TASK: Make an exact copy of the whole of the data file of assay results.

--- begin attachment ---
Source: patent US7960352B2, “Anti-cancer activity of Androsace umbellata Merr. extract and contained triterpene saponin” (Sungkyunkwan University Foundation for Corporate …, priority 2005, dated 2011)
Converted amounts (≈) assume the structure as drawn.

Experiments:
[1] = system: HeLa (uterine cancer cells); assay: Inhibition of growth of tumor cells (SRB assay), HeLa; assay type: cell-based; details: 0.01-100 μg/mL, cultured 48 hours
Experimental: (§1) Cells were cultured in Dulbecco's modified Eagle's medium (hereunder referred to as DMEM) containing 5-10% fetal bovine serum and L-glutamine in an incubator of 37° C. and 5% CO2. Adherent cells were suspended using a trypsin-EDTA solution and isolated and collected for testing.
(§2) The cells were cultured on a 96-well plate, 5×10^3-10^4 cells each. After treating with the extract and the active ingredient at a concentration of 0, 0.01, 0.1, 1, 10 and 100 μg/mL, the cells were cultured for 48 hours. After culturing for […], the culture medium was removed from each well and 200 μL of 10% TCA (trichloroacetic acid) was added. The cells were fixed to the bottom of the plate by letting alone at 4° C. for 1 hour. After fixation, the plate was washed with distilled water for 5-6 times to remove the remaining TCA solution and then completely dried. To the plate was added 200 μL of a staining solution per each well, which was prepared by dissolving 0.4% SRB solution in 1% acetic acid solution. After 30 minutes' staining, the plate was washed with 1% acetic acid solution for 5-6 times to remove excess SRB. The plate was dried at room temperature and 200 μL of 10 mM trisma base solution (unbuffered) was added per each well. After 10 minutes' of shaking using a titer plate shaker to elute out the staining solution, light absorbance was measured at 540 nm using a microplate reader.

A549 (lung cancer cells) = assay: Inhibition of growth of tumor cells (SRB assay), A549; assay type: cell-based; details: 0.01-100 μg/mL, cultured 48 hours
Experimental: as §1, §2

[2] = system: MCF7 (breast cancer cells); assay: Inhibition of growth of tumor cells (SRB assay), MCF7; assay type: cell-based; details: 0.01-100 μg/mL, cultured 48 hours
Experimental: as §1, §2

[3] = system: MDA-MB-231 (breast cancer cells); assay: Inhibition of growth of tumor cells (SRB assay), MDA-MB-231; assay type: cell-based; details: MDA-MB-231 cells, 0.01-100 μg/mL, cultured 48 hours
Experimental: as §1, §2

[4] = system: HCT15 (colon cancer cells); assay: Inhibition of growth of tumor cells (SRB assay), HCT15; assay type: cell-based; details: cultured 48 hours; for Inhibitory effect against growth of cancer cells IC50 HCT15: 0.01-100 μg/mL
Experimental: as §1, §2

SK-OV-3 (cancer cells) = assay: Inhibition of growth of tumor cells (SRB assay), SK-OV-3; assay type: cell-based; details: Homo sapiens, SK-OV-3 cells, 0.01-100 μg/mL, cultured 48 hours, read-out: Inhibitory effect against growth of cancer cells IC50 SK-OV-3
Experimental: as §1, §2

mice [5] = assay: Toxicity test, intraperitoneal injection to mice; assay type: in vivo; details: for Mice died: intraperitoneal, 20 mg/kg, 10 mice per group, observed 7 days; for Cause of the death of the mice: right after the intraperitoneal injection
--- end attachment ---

Source: patent US7960352B2, “Anti-cancer activity of Androsace umbellata Merr. extract and contained triterpene saponin” (Sungkyunkwan University Foundation for Corporate …, priority 2005, dated 2011)
Converted amounts (≈) assume the structure as drawn.

Experiments:
[1] = system: HeLa (uterine cancer cells); assay: Inhibition of growth of tumor cells (SRB assay), HeLa; assay type: cell-based; details: 0.01-100 μg/mL, cultured 48 hours
Experimental: (§1) Cells were cultured in Dulbecco's modified Eagle's medium (hereunder referred to as DMEM) containing 5-10% fetal bovine serum and L-glutamine in an incubator of 37° C. and 5% CO2. Adherent cells were suspended using a trypsin-EDTA solution and isolated and collected for testing.
(§2) The cells were cultured on a 96-well plate, 5×10^3-10^4 cells each. After treating with the extract and the active ingredient at a concentration of 0, 0.01, 0.1, 1, 10 and 100 μg/mL, the cells were cultured for 48 hours. After culturing for […], the culture medium was removed from each well and 200 μL of 10% TCA (trichloroacetic acid) was added. The cells were fixed to the bottom of the plate by letting alone at 4° C. for 1 hour. After fixation, the plate was washed with distilled water for 5-6 times to remove the remaining TCA solution and then completely dried. To the plate was added 200 μL of a staining solution per each well, which was prepared by dissolving 0.4% SRB solution in 1% acetic acid solution. After 30 minutes' staining, the plate was washed with 1% acetic acid solution for 5-6 times to remove excess SRB. The plate was dried at room temperature and 200 μL of 10 mM trisma base solution (unbuffered) was added per each well. After 10 minutes' of shaking using a titer plate shaker to elute out the staining solution, light absorbance was measured at 540 nm using a microplate reader.

A549 (lung cancer cells) = assay: Inhibition of growth of tumor cells (SRB assay), A549; assay type: cell-based; details: 0.01-100 μg/mL, cultured 48 hours
Experimental: as §1, §2

[2] = system: MCF7 (breast cancer cells); assay: Inhibition of growth of tumor cells (SRB assay), MCF7; assay type: cell-based; details: 0.01-100 μg/mL, cultured 48 hours
Experimental: as §1, §2

[3] = system: MDA-MB-231 (breast cancer cells); assay: Inhibition of growth of tumor cells (SRB assay), MDA-MB-231; assay type: cell-based; details: MDA-MB-231 cells, 0.01-100 μg/mL, cultured 48 hours
Experimental: as §1, §2

[4] = system: HCT15 (colon cancer cells); assay: Inhibition of growth of tumor cells (SRB assay), HCT15; assay type: cell-based; details: cultured 48 hours; for Inhibitory effect against growth of cancer cells IC50 HCT15: 0.01-100 μg/mL
Experimental: as §1, §2

SK-OV-3 (cancer cells) = assay: Inhibition of growth of tumor cells (SRB assay), SK-OV-3; assay type: cell-based; details: Homo sapiens, SK-OV-3 cells, 0.01-100 μg/mL, cultured 48 hours, read-out: Inhibitory effect against growth of cancer cells IC50 SK-OV-3
Experimental: as §1, §2

mice [5] = assay: Toxicity test, intraperitoneal injection to mice; assay type: in vivo; details: for Mice died: intraperitoneal, 20 mg/kg, 10 mice per group, observed 7 days; for Cause of the death of the mice: right after the intraperitoneal injection